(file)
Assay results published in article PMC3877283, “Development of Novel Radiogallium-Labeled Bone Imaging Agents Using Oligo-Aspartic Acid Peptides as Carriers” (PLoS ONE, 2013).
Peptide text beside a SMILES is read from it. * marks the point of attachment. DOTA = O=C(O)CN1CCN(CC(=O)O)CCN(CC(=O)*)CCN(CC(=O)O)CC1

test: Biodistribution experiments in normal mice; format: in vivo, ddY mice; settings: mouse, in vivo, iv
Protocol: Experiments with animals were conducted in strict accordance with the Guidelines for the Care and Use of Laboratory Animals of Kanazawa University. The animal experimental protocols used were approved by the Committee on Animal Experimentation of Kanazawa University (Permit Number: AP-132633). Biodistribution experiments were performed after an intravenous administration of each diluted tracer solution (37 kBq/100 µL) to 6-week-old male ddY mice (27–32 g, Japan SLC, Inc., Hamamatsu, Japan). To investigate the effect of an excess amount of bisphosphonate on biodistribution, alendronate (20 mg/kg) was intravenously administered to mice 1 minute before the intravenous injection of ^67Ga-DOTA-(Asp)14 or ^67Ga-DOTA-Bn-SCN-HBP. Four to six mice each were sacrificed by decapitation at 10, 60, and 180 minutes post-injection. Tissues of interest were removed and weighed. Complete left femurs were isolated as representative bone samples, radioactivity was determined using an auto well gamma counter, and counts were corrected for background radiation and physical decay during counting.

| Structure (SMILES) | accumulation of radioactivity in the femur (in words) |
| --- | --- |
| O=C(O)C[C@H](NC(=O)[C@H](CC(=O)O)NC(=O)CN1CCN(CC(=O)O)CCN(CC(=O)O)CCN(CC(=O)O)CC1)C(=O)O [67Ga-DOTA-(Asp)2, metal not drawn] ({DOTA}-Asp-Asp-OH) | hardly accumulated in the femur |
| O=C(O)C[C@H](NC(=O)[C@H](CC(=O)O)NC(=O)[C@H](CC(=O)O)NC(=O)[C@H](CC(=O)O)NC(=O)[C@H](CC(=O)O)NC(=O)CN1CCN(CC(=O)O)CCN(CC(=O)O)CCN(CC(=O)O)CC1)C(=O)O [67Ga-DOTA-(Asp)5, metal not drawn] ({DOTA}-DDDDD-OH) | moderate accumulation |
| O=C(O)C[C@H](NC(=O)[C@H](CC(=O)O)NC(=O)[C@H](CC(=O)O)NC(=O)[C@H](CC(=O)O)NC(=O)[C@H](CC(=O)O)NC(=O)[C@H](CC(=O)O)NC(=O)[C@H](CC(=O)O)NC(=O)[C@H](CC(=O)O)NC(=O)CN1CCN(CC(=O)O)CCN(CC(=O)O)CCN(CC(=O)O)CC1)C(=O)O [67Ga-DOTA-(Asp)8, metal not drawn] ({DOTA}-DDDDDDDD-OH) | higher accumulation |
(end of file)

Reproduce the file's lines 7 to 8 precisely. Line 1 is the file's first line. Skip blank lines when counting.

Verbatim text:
| O=C(O)C[C@H](NC(=O)[C@H](CC(=O)O)NC(=O)CN1CCN(CC(=O)O)CCN(CC(=O)O)CCN(CC(=O)O)CC1)C(=O)O [67Ga-DOTA-(Asp)2, metal not drawn] ({DOTA}-Asp-Asp-OH) | hardly accumulated in the femur |
| O=C(O)C[C@H](NC(=O)[C@H](CC(=O)O)NC(=O)[C@H](CC(=O)O)NC(=O)[C@H](CC(=O)O)NC(=O)[C@H](CC(=O)O)NC(=O)CN1CCN(CC(=O)O)CCN(CC(=O)O)CCN(CC(=O)O)CC1)C(=O)O [67Ga-DOTA-(Asp)5, metal not drawn] ({DOTA}-DDDDD-OH) | moderate accumulation |